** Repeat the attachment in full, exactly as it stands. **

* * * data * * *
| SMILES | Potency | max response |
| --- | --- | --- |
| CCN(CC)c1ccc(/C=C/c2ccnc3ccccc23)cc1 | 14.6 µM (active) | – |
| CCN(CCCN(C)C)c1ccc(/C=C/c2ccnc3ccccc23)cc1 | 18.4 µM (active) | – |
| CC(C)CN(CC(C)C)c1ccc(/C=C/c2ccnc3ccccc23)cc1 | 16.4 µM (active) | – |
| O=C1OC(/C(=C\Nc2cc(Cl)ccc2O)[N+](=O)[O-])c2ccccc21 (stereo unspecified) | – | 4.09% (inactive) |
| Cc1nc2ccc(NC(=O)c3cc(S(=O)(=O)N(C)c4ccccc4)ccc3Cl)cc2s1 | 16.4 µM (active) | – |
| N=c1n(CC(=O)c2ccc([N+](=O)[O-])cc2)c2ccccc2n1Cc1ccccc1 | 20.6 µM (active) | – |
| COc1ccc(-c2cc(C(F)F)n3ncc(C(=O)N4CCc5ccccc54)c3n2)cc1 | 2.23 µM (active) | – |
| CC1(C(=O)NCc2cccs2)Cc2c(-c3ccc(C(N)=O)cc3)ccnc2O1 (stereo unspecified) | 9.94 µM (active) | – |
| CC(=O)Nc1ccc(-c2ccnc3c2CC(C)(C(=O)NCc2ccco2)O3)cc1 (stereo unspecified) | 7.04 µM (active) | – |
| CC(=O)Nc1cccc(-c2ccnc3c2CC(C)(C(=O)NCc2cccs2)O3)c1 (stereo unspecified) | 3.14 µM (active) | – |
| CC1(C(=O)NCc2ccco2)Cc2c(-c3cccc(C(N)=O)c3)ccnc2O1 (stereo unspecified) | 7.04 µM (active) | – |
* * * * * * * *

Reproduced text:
| SMILES | Potency | max response |
| --- | --- | --- |
| CCN(CC)c1ccc(/C=C/c2ccnc3ccccc23)cc1 | 14.6 µM (active) | – |
| CCN(CCCN(C)C)c1ccc(/C=C/c2ccnc3ccccc23)cc1 | 18.4 µM (active) | – |
| CC(C)CN(CC(C)C)c1ccc(/C=C/c2ccnc3ccccc23)cc1 | 16.4 µM (active) | – |
| O=C1OC(/C(=C\Nc2cc(Cl)ccc2O)[N+](=O)[O-])c2ccccc21 (stereo unspecified) | – | 4.09% (inactive) |
| Cc1nc2ccc(NC(=O)c3cc(S(=O)(=O)N(C)c4ccccc4)ccc3Cl)cc2s1 | 16.4 µM (active) | – |
| N=c1n(CC(=O)c2ccc([N+](=O)[O-])cc2)c2ccccc2n1Cc1ccccc1 | 20.6 µM (active) | – |
| COc1ccc(-c2cc(C(F)F)n3ncc(C(=O)N4CCc5ccccc54)c3n2)cc1 | 2.23 µM (active) | – |
| CC1(C(=O)NCc2cccs2)Cc2c(-c3ccc(C(N)=O)cc3)ccnc2O1 (stereo unspecified) | 9.94 µM (active) | – |
| CC(=O)Nc1ccc(-c2ccnc3c2CC(C)(C(=O)NCc2ccco2)O3)cc1 (stereo unspecified) | 7.04 µM (active) | – |
| CC(=O)Nc1cccc(-c2ccnc3c2CC(C)(C(=O)NCc2cccs2)O3)c1 (stereo unspecified) | 3.14 µM (active) | – |
| CC1(C(=O)NCc2ccco2)Cc2c(-c3cccc(C(N)=O)c3)ccnc2O1 (stereo unspecified) | 7.04 µM (active) | – |